WOW....it's been over a year since I've written about travelling with my Type 1 Diabetic son. My post has had HUGE response and I've done a few more trips since then so I figured it was time to update it. WITHOUT further ado, HERE are all the best tips/tricks to making travelling with Type 1 Diabetes as EASY as possible! And read ALL the way to the bottom for handy shopping list of every item I mention!
STEP 1: LETTER OF MEDICAL NECESSITY!
I use the OUTSIDE pocket of my suitcase or carry-on to house a small file folder containing MULTIPLE COPIES of the medical letter of necessity (some docs call it a Travel letter) from my kids pediatrician and/or endocrinologist. The security personnel may want to see the letter, some will want to KEEP the letters so have plenty of copies and keep them in that outer pocket so they are handy. They also work well to bust out if a flight attendant tries to make you check your bag....just POLITELY hand them a copy of the letter EXPLAINING why the bag needs to stay with you. SIDE NOTE: Don't let THEIR potentially bad day be the reason for YOU to be rude. You are all in this travel gig together so rise up and PLAY NICE! Be prepared and BE RESPECTFUL! They have hard jobs too! And in case you think you don't need this for a roadtrip, think again. Many touristy places won't allow bags/luggage inside. Having this letter handy will save you the hassle of trying to explain the nuances of T1 to every security guard on duty.
STEP 2: ALL THE CARBS
Okay, so this one might SEEM redundant cause as a Type 1 Warrior you are NEVER far from the various carbs. But I like to be thorough so here are my favs in general for travel purposes and WHY. I like this brand of Juice Boxes because they are EXACTLY 15 carbs but also SMALL compact little boxes. No artsy-fartsy bottles or pouches that leak. I buy these and I use my ziplocs and we never have issues. I always had a few with me for the airplane rides because sometimes the pressurized cabin or nerves on take-off and landing etc, could cause some drops in BG. And when that happens the flight attendant might not be able to quickly respond and give you juice from their cart. So having these ON YOU is imperative. I also NEVER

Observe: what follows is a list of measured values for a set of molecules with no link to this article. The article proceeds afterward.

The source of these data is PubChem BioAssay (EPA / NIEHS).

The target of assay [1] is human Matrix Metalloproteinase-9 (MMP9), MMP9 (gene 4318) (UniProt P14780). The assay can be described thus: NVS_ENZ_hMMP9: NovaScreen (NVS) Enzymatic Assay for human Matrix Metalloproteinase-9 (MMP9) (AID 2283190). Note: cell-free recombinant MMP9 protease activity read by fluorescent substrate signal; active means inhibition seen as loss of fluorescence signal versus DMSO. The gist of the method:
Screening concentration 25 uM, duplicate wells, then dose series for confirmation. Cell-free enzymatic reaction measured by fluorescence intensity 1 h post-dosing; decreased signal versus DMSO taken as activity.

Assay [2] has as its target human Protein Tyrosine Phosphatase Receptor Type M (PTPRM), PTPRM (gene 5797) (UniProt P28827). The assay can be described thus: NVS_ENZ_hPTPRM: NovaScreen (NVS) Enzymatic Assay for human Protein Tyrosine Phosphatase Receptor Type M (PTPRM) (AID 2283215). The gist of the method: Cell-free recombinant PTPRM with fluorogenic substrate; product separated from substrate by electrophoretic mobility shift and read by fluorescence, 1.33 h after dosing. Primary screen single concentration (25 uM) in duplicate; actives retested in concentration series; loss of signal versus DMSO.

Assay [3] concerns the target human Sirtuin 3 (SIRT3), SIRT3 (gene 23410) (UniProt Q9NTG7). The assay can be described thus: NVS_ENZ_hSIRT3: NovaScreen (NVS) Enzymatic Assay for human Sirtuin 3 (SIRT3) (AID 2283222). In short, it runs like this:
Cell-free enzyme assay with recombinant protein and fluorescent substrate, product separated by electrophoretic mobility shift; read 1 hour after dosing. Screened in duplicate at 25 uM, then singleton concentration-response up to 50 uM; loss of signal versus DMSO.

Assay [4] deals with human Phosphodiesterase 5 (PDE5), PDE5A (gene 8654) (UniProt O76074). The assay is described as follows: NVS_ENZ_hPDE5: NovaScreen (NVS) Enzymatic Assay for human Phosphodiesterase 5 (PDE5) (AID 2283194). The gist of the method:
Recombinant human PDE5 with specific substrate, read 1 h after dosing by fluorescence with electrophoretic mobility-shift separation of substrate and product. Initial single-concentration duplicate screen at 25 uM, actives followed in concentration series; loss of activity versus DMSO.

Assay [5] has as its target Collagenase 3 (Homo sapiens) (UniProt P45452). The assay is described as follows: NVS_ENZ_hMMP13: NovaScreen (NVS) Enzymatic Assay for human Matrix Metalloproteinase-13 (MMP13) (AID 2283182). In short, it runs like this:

leave home without both Glucose TABLETS and this super quick and easily portable Glucose GEL! It's truly for those emergencies when you need MORE and Juice won't get the job done. They are 24 grams of super efficient quick glucose that begins absorbing right away! NEVER leave the house without one SOMEWHERE on your body! MOMMA SAID SO!
STEP 3: PROPER PACKING!
Whether it's a road trip or flight, you need all your supplies gathered in ONE place for quick EASY access. I recommend:
Proper Suitcase: One thing I learned when I began freaking out, thus over researching, our travel plans....was that if you have a letter of medical necessity, you are allowed one extra carry-on bag to contain said medical equipment. Did you know, cause it rocked my world! That said, depending on the size of the plane you are in, you STILL might have to gate-check, or attendant check that bag, or it might get REALLY crammed in the overhead bin. So you need THE SMALLEST SUITCASE YOU CAN USE FOR SUPPLIES FOR YOUR TRIP. Don't go crazy here and over-pack. Other than the obvious (insulin, infusion sets, prescriptions) almost ALL other items CAN be restocked on the other side....so avoid the need to OVER PACK a larger suitcase. I am LOVING THIS suitcase because it's hard protective case adds a layer of protection to insulin vials and needles. Plus, it's small, rolls, and it's RED (a color generally associated with Med Alert stuff).